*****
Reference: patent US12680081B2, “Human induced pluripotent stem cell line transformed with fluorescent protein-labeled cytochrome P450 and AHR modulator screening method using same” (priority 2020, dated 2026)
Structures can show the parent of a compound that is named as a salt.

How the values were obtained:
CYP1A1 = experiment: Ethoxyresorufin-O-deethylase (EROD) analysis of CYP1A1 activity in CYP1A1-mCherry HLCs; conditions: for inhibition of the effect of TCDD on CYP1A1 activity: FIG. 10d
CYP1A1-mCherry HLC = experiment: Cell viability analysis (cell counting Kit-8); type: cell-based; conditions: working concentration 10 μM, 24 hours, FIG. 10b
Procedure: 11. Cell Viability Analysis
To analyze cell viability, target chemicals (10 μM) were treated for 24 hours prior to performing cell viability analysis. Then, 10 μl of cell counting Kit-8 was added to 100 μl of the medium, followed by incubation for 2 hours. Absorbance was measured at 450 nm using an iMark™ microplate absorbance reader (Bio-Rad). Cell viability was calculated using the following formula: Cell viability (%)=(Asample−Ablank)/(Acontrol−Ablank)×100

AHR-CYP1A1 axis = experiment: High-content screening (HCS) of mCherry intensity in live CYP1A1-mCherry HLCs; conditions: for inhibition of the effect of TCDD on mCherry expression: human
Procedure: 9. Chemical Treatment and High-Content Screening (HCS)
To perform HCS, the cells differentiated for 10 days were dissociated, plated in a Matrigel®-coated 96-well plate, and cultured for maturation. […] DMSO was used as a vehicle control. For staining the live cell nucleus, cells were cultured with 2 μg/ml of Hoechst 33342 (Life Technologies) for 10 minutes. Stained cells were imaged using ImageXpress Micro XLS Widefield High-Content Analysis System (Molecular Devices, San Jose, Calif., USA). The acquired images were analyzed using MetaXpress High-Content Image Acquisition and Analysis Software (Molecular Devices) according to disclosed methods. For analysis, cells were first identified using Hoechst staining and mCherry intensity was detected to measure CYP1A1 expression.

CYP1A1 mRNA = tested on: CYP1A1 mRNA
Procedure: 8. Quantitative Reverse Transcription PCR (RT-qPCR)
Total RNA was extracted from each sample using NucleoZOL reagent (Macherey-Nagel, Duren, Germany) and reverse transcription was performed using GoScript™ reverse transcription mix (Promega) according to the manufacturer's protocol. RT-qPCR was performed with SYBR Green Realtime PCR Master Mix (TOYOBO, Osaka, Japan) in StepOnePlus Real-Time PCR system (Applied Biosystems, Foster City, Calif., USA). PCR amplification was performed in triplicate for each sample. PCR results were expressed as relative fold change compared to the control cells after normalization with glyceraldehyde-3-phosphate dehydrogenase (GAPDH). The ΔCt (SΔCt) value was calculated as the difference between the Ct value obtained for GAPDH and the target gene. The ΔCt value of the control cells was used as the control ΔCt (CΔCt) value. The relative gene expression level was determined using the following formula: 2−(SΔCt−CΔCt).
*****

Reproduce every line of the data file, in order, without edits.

Reference: patent US12680081B2, “Human induced pluripotent stem cell line transformed with fluorescent protein-labeled cytochrome P450 and AHR modulator screening method using same” (priority 2020, dated 2026)
Structures can show the parent of a compound that is named as a salt.

How the values were obtained:
CYP1A1 = experiment: Ethoxyresorufin-O-deethylase (EROD) analysis of CYP1A1 activity in CYP1A1-mCherry HLCs; conditions: for inhibition of the effect of TCDD on CYP1A1 activity: FIG. 10d
CYP1A1-mCherry HLC = experiment: Cell viability analysis (cell counting Kit-8); type: cell-based; conditions: working concentration 10 μM, 24 hours, FIG. 10b
Procedure: 11. Cell Viability Analysis
To analyze cell viability, target chemicals (10 μM) were treated for 24 hours prior to performing cell viability analysis. Then, 10 μl of cell counting Kit-8 was added to 100 μl of the medium, followed by incubation for 2 hours. Absorbance was measured at 450 nm using an iMark™ microplate absorbance reader (Bio-Rad). Cell viability was calculated using the following formula: Cell viability (%)=(Asample−Ablank)/(Acontrol−Ablank)×100

AHR-CYP1A1 axis = experiment: High-content screening (HCS) of mCherry intensity in live CYP1A1-mCherry HLCs; conditions: for inhibition of the effect of TCDD on mCherry expression: human
Procedure: 9. Chemical Treatment and High-Content Screening (HCS)
To perform HCS, the cells differentiated for 10 days were dissociated, plated in a Matrigel®-coated 96-well plate, and cultured for maturation. […] DMSO was used as a vehicle control. For staining the live cell nucleus, cells were cultured with 2 μg/ml of Hoechst 33342 (Life Technologies) for 10 minutes. Stained cells were imaged using ImageXpress Micro XLS Widefield High-Content Analysis System (Molecular Devices, San Jose, Calif., USA). The acquired images were analyzed using MetaXpress High-Content Image Acquisition and Analysis Software (Molecular Devices) according to disclosed methods. For analysis, cells were first identified using Hoechst staining and mCherry intensity was detected to measure CYP1A1 expression.

CYP1A1 mRNA = tested on: CYP1A1 mRNA
Procedure: 8. Quantitative Reverse Transcription PCR (RT-qPCR)
Total RNA was extracted from each sample using NucleoZOL reagent (Macherey-Nagel, Duren, Germany) and reverse transcription was performed using GoScript™ reverse transcription mix (Promega) according to the manufacturer's protocol. RT-qPCR was performed with SYBR Green Realtime PCR Master Mix (TOYOBO, Osaka, Japan) in StepOnePlus Real-Time PCR system (Applied Biosystems, Foster City, Calif., USA). PCR amplification was performed in triplicate for each sample. PCR results were expressed as relative fold change compared to the control cells after normalization with glyceraldehyde-3-phosphate dehydrogenase (GAPDH). The ΔCt (SΔCt) value was calculated as the difference between the Ct value obtained for GAPDH and the target gene. The ΔCt value of the control cells was used as the control ΔCt (CΔCt) value. The relative gene expression level was determined using the following formula: 2−(SΔCt−CΔCt).